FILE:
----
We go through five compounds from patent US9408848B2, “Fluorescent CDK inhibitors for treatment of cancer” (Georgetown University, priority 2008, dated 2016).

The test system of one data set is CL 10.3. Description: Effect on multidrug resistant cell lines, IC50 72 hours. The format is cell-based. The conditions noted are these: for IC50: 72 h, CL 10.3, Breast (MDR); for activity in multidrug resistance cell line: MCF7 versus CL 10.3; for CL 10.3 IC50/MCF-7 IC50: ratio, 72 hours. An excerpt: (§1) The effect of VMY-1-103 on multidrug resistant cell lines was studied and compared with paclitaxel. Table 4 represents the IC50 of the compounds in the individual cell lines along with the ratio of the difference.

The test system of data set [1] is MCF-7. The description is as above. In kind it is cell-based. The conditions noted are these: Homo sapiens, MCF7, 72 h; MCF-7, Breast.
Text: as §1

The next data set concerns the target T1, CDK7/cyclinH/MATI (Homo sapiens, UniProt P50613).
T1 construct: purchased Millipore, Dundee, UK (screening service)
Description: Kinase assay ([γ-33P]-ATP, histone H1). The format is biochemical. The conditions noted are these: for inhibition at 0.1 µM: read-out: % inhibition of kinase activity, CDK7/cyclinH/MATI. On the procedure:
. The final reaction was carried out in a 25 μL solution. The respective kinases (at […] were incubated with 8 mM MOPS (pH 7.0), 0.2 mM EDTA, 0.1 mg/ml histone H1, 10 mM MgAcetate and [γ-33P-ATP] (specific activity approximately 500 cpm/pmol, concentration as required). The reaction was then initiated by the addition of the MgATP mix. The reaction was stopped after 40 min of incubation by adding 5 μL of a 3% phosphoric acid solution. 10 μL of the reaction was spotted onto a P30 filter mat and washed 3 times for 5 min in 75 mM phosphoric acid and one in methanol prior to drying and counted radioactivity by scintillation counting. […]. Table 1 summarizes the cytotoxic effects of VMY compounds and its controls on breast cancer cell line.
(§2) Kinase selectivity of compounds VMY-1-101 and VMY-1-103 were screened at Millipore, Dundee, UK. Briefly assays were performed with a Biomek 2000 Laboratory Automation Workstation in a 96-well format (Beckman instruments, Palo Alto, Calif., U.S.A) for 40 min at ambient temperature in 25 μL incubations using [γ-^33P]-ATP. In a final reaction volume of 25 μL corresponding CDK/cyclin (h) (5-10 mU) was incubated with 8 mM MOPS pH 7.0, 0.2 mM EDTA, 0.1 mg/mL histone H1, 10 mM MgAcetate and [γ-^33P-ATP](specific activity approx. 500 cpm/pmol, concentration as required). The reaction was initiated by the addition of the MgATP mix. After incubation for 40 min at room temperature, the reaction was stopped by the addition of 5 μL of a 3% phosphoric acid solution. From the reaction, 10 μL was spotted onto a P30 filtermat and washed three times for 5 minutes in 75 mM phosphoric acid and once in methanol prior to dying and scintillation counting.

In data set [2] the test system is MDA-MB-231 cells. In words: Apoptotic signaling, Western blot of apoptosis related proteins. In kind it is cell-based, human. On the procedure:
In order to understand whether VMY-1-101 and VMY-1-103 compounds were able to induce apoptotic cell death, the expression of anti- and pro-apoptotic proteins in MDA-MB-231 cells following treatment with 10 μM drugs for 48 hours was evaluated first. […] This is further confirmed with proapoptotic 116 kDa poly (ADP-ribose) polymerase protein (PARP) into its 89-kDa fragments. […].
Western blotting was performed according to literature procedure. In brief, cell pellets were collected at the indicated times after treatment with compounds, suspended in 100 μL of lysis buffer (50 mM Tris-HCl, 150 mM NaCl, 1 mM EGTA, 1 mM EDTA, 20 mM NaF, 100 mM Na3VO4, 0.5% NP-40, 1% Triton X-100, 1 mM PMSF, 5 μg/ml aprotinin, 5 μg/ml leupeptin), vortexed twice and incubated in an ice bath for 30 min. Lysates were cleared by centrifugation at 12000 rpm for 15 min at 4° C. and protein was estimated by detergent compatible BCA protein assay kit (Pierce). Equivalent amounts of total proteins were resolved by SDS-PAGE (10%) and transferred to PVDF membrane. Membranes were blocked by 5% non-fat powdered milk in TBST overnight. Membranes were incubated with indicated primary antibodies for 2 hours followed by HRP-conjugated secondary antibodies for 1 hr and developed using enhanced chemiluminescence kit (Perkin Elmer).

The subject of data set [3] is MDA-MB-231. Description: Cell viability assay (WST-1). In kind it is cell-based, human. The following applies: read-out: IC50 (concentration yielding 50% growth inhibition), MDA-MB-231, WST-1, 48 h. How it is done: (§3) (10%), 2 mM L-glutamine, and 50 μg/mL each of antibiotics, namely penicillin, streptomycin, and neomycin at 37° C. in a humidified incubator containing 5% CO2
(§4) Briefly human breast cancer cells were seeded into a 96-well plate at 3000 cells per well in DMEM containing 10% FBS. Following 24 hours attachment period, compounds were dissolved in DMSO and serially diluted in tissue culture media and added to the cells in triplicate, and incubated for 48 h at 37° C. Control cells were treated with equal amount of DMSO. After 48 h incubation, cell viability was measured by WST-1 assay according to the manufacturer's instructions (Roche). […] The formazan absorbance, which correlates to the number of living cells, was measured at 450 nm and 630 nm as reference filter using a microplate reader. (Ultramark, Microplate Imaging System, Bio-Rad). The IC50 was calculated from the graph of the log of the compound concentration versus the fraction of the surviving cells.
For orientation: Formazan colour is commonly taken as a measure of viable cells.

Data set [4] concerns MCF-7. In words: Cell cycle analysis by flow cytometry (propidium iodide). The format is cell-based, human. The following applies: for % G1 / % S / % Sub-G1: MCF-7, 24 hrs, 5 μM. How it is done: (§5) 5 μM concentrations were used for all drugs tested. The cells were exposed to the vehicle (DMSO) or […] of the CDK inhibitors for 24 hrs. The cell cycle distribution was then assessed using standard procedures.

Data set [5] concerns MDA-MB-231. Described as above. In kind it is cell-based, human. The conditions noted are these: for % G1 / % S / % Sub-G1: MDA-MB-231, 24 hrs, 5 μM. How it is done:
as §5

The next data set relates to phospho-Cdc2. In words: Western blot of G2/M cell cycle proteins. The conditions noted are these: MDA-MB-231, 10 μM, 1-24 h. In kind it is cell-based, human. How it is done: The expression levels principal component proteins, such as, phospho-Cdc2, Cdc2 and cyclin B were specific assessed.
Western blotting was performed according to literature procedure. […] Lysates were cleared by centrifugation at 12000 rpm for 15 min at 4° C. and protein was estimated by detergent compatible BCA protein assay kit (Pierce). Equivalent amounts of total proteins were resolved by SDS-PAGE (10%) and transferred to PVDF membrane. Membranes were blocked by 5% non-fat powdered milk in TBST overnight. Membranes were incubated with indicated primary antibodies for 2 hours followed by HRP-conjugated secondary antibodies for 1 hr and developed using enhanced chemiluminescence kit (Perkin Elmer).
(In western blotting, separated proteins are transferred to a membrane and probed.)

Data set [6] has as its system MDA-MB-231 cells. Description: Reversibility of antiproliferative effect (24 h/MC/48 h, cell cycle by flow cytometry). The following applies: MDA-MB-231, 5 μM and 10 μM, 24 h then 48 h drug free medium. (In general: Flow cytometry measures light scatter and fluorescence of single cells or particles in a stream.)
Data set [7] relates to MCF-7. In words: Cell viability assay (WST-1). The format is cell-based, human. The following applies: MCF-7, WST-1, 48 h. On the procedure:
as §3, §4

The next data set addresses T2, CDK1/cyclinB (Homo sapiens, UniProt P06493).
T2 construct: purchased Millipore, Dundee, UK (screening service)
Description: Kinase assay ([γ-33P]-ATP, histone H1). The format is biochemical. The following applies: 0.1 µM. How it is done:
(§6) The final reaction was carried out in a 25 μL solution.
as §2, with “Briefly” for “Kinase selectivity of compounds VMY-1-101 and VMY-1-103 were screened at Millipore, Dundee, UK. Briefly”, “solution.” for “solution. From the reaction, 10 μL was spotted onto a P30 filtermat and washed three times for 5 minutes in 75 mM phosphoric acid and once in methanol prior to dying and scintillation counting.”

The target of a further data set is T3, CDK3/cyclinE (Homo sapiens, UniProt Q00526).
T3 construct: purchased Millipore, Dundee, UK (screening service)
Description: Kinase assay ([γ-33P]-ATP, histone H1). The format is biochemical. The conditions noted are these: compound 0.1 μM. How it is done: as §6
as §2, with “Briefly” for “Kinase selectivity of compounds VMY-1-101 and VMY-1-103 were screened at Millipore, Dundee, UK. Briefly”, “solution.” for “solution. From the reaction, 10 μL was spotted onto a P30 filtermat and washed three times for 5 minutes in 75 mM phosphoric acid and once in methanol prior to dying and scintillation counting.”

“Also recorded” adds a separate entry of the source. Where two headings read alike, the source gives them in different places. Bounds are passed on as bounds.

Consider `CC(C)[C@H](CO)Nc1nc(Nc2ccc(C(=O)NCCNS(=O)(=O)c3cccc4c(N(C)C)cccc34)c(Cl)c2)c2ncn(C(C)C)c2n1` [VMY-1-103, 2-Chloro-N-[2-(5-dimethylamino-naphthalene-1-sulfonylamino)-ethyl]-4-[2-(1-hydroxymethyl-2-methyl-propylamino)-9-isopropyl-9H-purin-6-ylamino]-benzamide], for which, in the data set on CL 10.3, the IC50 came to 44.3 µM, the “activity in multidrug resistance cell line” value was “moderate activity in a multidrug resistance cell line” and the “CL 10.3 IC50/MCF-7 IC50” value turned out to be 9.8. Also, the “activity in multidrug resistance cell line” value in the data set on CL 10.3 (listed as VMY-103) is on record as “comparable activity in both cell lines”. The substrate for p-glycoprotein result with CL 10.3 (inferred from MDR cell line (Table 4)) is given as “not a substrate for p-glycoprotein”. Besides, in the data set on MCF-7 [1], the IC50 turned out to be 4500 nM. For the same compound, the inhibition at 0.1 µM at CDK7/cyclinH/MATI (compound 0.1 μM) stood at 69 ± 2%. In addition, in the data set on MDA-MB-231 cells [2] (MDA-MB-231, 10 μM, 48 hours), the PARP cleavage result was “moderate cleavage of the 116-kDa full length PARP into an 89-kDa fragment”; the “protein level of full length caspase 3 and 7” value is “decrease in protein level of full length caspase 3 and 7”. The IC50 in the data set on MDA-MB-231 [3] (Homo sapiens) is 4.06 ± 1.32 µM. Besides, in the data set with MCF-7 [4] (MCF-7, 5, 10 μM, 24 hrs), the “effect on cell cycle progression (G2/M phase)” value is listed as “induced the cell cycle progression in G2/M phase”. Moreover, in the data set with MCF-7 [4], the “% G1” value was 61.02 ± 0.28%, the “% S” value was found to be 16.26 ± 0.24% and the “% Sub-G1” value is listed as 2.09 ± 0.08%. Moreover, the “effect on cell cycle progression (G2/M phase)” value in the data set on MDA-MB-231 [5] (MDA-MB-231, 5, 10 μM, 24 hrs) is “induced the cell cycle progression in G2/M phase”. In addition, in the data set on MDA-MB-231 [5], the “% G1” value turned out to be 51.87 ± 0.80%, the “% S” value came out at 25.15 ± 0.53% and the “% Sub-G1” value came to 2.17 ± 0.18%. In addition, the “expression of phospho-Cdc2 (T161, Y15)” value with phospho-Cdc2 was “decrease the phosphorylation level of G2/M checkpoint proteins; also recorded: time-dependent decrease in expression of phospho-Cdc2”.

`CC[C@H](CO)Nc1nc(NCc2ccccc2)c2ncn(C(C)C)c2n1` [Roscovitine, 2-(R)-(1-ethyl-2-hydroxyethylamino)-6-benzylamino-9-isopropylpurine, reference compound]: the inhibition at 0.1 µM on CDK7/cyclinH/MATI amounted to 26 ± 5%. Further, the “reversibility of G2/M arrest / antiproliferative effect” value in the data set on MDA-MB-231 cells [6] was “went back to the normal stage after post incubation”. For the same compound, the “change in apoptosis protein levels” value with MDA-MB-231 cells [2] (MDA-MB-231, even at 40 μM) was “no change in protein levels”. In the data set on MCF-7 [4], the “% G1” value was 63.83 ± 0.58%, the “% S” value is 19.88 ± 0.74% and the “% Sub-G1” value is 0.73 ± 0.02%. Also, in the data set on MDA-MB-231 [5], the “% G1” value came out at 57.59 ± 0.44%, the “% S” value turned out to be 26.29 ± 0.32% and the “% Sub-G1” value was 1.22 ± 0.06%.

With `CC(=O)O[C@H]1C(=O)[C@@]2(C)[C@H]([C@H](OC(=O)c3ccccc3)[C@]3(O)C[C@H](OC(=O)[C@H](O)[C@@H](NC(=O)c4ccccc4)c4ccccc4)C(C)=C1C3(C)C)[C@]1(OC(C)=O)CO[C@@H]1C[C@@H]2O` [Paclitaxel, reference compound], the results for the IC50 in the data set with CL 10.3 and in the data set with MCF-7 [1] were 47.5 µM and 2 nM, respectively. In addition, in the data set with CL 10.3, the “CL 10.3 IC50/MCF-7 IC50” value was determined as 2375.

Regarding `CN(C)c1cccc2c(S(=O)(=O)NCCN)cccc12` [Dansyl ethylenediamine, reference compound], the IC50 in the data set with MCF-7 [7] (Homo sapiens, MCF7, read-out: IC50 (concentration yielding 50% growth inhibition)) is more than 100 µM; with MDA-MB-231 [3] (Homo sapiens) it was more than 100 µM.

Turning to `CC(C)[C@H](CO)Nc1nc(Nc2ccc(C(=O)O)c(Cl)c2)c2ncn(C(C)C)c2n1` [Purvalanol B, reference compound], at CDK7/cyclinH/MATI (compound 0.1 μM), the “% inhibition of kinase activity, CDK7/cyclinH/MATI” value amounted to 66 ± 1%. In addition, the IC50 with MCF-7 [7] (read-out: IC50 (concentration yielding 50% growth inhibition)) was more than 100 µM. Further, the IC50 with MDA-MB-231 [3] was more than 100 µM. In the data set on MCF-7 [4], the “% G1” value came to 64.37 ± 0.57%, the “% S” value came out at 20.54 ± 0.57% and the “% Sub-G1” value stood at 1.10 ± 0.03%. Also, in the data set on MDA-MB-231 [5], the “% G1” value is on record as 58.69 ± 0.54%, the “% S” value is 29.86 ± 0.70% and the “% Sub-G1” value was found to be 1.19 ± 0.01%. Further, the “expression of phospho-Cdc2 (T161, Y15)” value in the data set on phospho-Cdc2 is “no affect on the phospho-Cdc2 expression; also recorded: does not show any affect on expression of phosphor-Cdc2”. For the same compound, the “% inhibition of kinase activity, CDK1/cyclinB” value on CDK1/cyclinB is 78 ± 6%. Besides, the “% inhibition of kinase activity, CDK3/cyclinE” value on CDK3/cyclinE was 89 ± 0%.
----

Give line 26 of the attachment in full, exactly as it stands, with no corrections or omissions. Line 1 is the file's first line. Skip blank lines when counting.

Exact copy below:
T2 construct: purchased Millipore, Dundee, UK (screening service)